FARGO – North Dakota is beginning the process of rewriting its version of the Common Core state standards, but it won't be a start-from-scratch revision, Superintendent of Public Instruction Kirsten Baesler said Wednesday, May 18.
In a meeting with The Forum's Editorial Board, Baesler said she wanted to reassure educators that "these six years that you have spent ... is not a waste," in developing and training to teach the standards now in place.
"Teachers put a lot of time, effort and sweat equity" into developing the standards, Baesler said.
They viewed the pushback against Common Core "as another whipsaw of education" based on a political stance, she said.
The old federal No Child Left Behind law "had good points" in terms of collecting data, "but turned schools into factories" with a heavy emphasis on math, English and science test results and graduation rates, Baesler said. The new Every Student Succeeds Act allows states to develop other plans to assess student progress, she said.
She said the state is now "tasked with the great opportunity and the great responsibility of creating an accountability plan that is our own."
Baesler said a committee will write the state's accountability plan and should wrap up its work by December. The plan "would be the operating umbrella" for the state's schools to have their quality measured starting July 1, 2017.
Baesler said applications are also being taken to be on the writing committees for the periodic updates to the state's math and English standards. Members will be teachers with experience ranging from pre-kindergarten education through the university level.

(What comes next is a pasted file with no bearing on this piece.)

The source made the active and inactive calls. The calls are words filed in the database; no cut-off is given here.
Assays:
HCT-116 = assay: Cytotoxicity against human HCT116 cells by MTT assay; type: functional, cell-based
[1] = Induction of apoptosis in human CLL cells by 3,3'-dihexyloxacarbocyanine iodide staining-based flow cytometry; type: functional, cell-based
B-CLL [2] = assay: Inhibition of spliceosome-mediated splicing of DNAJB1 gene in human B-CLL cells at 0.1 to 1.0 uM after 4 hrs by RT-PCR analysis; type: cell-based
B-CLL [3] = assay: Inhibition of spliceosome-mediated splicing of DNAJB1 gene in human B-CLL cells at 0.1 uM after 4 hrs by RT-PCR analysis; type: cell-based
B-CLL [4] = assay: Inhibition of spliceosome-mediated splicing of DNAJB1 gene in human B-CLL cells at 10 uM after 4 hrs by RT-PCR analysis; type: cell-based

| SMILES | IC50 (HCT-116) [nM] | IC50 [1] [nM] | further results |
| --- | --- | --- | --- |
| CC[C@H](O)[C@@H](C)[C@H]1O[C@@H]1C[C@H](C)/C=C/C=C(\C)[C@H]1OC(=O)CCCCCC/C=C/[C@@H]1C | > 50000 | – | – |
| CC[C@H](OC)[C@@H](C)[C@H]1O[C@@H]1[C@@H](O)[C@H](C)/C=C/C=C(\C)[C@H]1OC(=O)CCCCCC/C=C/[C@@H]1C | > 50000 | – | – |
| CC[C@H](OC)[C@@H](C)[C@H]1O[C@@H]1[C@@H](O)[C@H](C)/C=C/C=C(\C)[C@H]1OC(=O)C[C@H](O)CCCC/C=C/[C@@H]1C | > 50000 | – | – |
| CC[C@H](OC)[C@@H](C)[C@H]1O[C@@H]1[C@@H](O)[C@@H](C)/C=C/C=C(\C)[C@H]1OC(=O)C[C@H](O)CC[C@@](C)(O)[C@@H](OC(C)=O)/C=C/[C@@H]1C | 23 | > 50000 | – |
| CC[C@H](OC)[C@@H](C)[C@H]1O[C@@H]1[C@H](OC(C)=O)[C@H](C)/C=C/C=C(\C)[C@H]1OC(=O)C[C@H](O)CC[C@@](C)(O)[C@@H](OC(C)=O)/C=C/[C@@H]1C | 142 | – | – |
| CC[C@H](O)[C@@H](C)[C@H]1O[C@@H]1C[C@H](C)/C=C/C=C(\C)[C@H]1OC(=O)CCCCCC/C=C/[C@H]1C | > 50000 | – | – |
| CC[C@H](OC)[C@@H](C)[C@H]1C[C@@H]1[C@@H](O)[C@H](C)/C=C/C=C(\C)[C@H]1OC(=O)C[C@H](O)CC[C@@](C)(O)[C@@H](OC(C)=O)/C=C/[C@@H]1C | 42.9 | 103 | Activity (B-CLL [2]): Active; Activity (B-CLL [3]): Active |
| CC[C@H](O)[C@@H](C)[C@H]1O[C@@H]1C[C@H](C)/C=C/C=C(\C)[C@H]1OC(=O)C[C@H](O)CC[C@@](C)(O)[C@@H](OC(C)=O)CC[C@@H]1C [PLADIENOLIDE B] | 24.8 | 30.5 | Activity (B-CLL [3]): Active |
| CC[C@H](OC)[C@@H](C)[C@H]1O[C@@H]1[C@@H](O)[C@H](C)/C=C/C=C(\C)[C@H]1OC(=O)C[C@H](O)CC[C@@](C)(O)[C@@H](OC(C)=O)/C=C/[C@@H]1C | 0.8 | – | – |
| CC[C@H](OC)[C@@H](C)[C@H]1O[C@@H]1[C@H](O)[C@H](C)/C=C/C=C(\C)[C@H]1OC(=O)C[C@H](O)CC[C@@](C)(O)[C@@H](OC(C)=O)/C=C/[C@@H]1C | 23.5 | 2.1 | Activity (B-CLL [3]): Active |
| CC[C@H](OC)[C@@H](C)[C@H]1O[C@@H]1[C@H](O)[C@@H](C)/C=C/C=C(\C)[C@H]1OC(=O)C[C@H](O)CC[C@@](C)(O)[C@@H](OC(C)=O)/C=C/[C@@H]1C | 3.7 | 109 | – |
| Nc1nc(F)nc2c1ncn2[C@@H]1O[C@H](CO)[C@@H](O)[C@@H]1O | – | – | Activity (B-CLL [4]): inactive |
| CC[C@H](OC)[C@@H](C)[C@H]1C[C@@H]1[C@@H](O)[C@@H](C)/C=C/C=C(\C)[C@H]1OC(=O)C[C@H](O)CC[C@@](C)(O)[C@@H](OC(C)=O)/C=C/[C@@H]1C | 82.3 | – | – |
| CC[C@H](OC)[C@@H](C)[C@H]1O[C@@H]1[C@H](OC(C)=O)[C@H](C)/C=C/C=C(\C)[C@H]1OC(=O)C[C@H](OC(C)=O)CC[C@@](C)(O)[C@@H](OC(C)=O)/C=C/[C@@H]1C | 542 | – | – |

The application deadline is June 1. There will be 35 people on each committee. Meetings will start this summer and should be completed in early 2017, Baesler said.
There will also be new standards review committees made up of seven members each from the business and industry community, elected leaders, and the general public, she said. Applications for those committees are due June 13.
Application information for the committees can be obtained online at www.nd.gov/dpi and clicking on the news link.
Once the new standards are approved, bids will be sought from firms to provide a test aligned to the new standards, Baesler said.
Baesler's stop in Fargo was the sixth of 11 stops at schools around the state to get input from teachers, administrators and lawmakers on state education standards and other issues.
She met with about 60 educators at Fargo's South High School Wednesday afternoon.